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NZ Super: managers must meet ESG mandates within five years

The New Zealand sovereign fund is placing a deadline on improvements, and says there's no place for the unwilling or the unready
NZ Super: managers must meet ESG mandates within five years

Within five years, all fund managers employed by New Zealand Superannuation Fund (NZ Super) in Asia, or real assets that the fund intends to acquire, will be expected to meet best-in-class ESG standards or will not be hired or bought. 

 

Anne-Maree O'Connor, head of responsible investment (RI), at NZ Super told Asian Investor there were challenges when it came to real asset managers in property, infrastructure and private equity. 

 

“Too often manager are not ahead of the game. The difference is really obvious when you get a good one,” she said. “Currently we are willing to work with a good manager who might be a bit weak [in ESG],” she said, adding that the fund found itself devoting considerable effort to developing and engaging with managers on RI. 

 

Some managers showed a lack of awareness of how industry ratings like GRESB (Global ESG Benchmark for Real Assets) might play a role, for example.

 

Another shortcoming was to adopt ESG measures without truly being knowledgeable about them - their relevance, strengths and weaknesses – including to the sector or asset class.

 

“At the investee company level, you want the company management and board to use recognised ESG performance standards and measures for the most material issues. Investment managers must appreciate that some [off-the-shelf] metrics may not be relevant, or are estimated.” she said.

 

In future, managers or assets that did not have superior ESG frameworks that they could demonstrate had been applied, are unlikely to be considered. “Five years from now, if you have a manager in Asia or other emerging markets, [our] expectation will be that they are already there.” 

 

Contractual requirements

 

Increasingly, the fund is embedding requirements to improve ESG performance into manager mandates, O’Connor said.

 

“With co-investing, too, you have to be on the same page,” she said. “In some cases little additional work needs to be done, and in others the co-investors may want detailed ESG protocols for each stage of allocation or investment gateway”.

 

Ideally, managers should illustrate an ESG policy in place for at least five years and be able to demonstrate how it has been applied, pointing to real risks and how they had been dealt with. “It is so much less arduous [for us] when it comes to due diligence and the on-boarding process with an experienced manager,” she said.

 

She singled out CBRE, which manages an emerging markets property portfolio for the fund, as meeting the fund’s requirements. 

 

O’Connor pointed to another property manager they respected for their financial acumen that did not yet have an adequate ESG framework in place but, as part of the due diligence process, had brought a comprehensive RI policy to the fund and set out a pathway and timescale to achieve it.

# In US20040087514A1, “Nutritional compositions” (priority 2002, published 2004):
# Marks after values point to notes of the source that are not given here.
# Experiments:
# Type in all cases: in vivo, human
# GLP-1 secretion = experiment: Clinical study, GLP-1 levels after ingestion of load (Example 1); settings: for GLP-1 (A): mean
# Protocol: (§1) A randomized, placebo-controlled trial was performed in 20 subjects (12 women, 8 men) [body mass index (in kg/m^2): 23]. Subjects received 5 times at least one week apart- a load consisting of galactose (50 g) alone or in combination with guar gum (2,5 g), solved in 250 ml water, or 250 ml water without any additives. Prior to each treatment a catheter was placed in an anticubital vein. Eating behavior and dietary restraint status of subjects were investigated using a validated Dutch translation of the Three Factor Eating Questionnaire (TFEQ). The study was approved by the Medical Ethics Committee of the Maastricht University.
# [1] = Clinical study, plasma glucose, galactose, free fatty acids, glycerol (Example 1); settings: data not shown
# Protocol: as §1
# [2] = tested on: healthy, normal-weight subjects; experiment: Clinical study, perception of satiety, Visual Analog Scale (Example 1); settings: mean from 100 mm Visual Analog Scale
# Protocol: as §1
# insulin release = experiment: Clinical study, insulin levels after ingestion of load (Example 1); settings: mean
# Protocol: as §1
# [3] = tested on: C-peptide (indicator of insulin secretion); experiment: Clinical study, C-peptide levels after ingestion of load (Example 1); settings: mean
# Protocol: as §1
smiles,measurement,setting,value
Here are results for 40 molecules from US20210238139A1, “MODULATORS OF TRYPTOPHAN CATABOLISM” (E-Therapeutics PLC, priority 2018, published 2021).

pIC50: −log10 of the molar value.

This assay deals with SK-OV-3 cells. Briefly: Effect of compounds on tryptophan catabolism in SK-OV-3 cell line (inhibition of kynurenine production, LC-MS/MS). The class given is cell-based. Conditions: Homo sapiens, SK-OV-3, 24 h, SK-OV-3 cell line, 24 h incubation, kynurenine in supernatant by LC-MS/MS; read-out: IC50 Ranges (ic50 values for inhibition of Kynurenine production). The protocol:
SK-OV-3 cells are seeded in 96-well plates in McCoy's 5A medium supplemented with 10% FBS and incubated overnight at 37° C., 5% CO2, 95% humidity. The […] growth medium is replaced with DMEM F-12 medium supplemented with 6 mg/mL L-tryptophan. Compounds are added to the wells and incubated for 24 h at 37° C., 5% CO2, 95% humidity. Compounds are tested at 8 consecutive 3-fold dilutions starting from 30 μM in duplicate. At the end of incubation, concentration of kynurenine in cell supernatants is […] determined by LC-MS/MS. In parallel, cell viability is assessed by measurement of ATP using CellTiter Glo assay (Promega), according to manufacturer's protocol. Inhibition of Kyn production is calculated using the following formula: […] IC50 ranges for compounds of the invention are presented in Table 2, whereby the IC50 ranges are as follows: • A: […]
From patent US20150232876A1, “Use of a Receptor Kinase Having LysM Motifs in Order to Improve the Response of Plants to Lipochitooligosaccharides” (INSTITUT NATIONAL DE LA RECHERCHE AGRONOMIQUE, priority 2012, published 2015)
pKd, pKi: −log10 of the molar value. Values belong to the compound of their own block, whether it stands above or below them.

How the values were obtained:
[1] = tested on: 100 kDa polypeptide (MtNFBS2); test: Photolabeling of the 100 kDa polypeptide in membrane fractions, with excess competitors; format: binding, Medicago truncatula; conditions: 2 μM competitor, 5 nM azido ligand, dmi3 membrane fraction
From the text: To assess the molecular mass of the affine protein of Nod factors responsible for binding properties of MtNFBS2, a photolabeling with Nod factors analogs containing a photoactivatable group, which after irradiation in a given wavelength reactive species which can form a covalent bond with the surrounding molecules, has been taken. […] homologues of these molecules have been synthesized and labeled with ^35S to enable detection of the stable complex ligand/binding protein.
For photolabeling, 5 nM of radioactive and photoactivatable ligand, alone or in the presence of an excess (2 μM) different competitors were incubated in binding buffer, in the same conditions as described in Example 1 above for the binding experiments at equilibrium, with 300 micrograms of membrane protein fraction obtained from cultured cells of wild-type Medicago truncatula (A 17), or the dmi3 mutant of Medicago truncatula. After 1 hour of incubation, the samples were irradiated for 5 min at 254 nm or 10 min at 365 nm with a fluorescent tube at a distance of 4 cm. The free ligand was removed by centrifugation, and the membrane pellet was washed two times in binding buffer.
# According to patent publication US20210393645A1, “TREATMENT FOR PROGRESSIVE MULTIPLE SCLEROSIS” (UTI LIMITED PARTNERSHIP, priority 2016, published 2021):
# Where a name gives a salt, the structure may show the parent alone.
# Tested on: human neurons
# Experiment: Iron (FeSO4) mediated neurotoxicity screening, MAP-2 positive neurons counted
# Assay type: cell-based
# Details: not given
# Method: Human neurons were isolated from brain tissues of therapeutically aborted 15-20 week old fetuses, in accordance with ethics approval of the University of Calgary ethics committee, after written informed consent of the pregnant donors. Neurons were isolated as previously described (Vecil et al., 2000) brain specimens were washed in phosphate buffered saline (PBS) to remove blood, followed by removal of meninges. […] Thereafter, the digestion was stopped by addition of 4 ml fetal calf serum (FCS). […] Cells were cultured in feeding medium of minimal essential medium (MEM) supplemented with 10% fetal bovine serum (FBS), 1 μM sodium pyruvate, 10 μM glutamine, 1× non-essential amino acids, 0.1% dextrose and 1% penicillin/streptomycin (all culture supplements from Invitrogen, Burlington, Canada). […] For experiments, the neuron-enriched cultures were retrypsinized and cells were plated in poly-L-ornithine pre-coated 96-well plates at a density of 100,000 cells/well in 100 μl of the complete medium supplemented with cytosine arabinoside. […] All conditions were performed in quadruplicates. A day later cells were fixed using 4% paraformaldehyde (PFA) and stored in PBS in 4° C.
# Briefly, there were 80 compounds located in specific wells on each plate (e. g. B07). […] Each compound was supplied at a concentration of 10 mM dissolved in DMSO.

They could see that this was now an important driver in the industry. Investors in the region had a responsibility to drive managers to higher standards, she said. “

 

It’s up to asset owners: if they make their expectations clear to managers, that will lead to better outcomes.” 

 

ESG skills

 

She said there had been a significant reduction in availability of good ESG professionals over the past 18 months to three years. Including O’Connor, NZ Super currently has five full-time staff specialising in ESG (currently recruiting for one of those), and may look to expand in the future.  

 

Part of the problem was the pandemic, which was reducing the ease with which the fund could recruit from overseas.

 

In addition, sustainability professionals in the corporate and advisory sector were in strong demand as companies built out their teams. Earlier there had been a shortage of safety professionals after new health and safety legislation was introduced in New Zealand, bringing the regulatory landscape more in line with that of Australia. 

 

Like New Zealand, countries in Asia, especially emerging Asia, faced the challenge of attracting international talent that could as easily choose to work in financial centres like London, she said. 

 

“As an asset owner you are competing with fund managers and, more generally, with companies,” she said.

 

She said that corporates had been ahead of the investment sector when it came to hires in sustainability, driven by the changing business landscape and incentives to collect and report data under initiatives such as the Task Force on Climate-Related Disclosures (TCFD), whose first recommendations were released in 2017, and the Modern Slavery Act in the UK, passed in 2015. 

 

ESG approach

 

NZ Super operates a buddy system: one of the ESG team operates with the direct investment team, one with the team that selects managers and a third with the team in charge of the fund’s passive and active equity allocations. 

 

When considering a new investment, members of the ESG team will work alongside a portfolio manager – who has ultimate responsibility for the project - to help conduct the ESG due diligence work. 

 

“We have a responsibility both pre- and post-acquisition to do the due diligence and are used to working across teams,” O’Connor said.  

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